Anyways, hope to have something for you to post soon.

Jonf said...


I like your thinking. I vote for pushing jobs. I would add aide to community colleges. Maybe even free. And federal assistance for student loans. The list becomes endless. Maybe better to stay with just a few. And you need teach ins. Warren would be huge.

Jonf said...

Warren, Randy and Mike would be great to have. And, if you want to get a little political, Jill Stein has a very progressive agenda including platform to create 16 million jobs. That fits right into the JG program and with Warren.

Charles Hayden said...

All about jobs.

Warren has an Occupy ready slogan:


Anonymous said...

Right now I don't think the Occupy movement is very fertile ground for MMT, Charles. The proposals you mention all require some form of legislation, or a program with a significant government role. Occupy seems uninterested in politics and government, and is determined to pursue some kind of alternative path with no role for the state.

FWIW, I personally don't feel confident supporting the FICA suspension, although I realize that sets me apart from almost everyone who gravitates to MMT.

Tom Hickey said...

Overly broad generalization about Occupy, Dan K. likely formed on the basis of new reporting whose goal is to paint the protestors as "anarchists."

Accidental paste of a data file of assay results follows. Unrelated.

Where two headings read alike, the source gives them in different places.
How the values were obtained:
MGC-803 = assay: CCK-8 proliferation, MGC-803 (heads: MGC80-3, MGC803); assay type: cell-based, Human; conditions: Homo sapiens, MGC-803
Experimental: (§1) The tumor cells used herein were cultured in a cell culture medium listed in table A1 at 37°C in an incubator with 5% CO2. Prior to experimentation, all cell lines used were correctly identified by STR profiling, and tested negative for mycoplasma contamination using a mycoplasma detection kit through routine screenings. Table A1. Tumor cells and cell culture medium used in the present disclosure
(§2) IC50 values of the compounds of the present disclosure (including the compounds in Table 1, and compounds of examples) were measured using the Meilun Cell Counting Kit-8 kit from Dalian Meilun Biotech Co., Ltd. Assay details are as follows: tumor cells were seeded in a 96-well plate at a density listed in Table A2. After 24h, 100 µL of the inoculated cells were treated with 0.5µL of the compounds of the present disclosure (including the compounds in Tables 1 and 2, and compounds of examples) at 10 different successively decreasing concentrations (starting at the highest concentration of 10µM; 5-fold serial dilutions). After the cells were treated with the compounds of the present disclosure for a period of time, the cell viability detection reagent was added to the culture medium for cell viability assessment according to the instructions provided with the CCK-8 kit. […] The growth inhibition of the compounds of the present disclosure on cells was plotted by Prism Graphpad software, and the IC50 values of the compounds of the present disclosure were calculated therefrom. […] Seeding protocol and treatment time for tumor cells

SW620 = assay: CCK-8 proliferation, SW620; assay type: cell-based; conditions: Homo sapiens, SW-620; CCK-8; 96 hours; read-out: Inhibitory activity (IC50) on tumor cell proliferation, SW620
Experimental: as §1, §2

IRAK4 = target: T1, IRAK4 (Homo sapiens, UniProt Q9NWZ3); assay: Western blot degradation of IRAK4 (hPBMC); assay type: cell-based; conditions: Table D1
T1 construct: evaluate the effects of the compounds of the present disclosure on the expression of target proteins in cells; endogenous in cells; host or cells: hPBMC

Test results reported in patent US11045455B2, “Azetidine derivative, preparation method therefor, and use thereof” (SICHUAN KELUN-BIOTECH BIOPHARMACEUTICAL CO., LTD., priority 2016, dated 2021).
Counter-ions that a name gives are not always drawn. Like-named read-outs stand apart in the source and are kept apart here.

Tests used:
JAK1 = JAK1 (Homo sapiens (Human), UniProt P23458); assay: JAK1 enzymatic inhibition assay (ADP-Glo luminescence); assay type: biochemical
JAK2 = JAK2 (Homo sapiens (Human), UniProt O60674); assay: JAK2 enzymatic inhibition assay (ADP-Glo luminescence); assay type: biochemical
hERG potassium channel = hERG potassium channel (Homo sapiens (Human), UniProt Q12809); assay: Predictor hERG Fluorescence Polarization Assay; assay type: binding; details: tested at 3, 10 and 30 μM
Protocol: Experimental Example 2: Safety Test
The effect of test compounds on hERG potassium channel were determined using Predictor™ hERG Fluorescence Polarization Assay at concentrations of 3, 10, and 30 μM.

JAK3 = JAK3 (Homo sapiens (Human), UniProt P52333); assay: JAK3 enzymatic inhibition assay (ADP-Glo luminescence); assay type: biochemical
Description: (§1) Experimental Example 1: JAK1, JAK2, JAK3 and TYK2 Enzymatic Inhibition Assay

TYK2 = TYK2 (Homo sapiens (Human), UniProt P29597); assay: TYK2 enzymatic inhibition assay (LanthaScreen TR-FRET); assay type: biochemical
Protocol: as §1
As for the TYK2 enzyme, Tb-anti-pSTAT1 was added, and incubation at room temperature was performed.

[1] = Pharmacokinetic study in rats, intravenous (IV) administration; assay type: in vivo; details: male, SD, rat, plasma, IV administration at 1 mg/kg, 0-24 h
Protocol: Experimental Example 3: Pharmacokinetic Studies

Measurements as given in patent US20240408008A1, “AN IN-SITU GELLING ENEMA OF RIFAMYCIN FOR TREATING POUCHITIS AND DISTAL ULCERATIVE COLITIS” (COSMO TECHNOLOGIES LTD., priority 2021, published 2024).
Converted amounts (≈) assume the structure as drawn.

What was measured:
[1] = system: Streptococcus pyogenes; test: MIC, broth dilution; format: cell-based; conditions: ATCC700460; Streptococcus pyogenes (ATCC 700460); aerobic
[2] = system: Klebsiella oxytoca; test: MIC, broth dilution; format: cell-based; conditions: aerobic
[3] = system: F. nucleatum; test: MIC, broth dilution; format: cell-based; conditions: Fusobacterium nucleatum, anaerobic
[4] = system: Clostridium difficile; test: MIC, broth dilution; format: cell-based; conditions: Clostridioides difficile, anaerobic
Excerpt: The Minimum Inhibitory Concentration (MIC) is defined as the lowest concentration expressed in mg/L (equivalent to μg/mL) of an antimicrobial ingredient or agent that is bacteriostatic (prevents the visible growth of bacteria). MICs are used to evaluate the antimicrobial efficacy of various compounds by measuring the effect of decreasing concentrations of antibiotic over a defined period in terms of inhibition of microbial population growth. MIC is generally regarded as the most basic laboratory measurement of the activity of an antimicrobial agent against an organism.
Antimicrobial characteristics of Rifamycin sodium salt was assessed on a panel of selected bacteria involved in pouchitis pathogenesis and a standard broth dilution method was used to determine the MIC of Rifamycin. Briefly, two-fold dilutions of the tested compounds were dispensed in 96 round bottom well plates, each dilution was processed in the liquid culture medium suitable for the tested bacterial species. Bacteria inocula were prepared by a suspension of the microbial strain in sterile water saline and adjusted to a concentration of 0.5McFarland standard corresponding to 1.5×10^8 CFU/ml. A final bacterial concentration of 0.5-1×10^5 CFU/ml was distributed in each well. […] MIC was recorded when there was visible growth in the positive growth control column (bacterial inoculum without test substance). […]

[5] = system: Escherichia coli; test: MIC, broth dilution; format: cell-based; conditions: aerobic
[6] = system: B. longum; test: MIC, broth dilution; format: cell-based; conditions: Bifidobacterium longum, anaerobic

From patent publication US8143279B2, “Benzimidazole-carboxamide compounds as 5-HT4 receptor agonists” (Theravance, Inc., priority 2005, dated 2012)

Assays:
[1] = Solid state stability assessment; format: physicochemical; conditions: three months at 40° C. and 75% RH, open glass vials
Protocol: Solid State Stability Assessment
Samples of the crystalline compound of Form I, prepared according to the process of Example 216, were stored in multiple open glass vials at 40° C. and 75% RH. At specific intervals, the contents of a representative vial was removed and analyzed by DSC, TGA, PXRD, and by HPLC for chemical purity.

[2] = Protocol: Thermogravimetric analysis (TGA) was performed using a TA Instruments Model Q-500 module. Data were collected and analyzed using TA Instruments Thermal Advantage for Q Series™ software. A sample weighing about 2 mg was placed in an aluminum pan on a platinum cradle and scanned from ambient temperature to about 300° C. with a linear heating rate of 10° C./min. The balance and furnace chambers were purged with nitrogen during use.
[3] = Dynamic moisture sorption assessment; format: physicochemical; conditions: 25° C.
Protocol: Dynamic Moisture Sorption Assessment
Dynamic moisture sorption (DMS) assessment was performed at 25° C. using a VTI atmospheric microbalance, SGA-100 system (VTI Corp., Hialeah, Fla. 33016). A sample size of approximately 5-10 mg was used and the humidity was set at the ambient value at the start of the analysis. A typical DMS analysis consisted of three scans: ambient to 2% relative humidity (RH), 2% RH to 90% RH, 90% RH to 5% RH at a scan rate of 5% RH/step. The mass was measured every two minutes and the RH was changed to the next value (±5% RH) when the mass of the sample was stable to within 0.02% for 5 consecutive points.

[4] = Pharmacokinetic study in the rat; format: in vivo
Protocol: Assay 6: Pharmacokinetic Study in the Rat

The global protest movement is huge, variated, and flexible. Major positions and groups have not yet even coalesced.

John Zelnicker said...

Tom -- Thank you for adding the historical and philosophical context to these posts. I think what you said about separating the evolutionaries from the revolutionaries will be important as to which messages are most effective with the different groups. While the body of knowledge called MMT is something most have not thought about, Charles Hayden's idea of three to four good slogans looks like something a lot of people could get behind. Teaching the evolutionary groups is something that can go on at its own pace. Hopefully, a quick one.

Also, Tom, you have mentioned those two books more than once. If I can only read one, which would you recommend. Thanks.